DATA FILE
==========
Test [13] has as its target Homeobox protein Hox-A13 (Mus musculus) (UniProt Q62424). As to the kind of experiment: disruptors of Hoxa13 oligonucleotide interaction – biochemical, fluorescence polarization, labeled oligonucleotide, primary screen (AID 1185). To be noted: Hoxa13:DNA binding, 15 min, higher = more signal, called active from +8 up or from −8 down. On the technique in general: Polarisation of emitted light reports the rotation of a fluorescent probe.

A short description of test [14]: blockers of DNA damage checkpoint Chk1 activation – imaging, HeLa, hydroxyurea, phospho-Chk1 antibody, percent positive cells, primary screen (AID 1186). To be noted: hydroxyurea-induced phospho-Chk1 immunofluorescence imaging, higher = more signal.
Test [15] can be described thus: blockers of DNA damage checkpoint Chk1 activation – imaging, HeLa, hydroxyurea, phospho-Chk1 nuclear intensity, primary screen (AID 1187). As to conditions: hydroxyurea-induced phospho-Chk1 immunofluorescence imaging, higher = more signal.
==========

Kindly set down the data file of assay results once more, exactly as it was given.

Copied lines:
Test [13] has as its target Homeobox protein Hox-A13 (Mus musculus) (UniProt Q62424). As to the kind of experiment: disruptors of Hoxa13 oligonucleotide interaction – biochemical, fluorescence polarization, labeled oligonucleotide, primary screen (AID 1185). To be noted: Hoxa13:DNA binding, 15 min, higher = more signal, called active from +8 up or from −8 down. On the technique in general: Polarisation of emitted light reports the rotation of a fluorescent probe.

A short description of test [14]: blockers of DNA damage checkpoint Chk1 activation – imaging, HeLa, hydroxyurea, phospho-Chk1 antibody, percent positive cells, primary screen (AID 1186). To be noted: hydroxyurea-induced phospho-Chk1 immunofluorescence imaging, higher = more signal.
Test [15] can be described thus: blockers of DNA damage checkpoint Chk1 activation – imaging, HeLa, hydroxyurea, phospho-Chk1 nuclear intensity, primary screen (AID 1187). As to conditions: hydroxyurea-induced phospho-Chk1 immunofluorescence imaging, higher = more signal.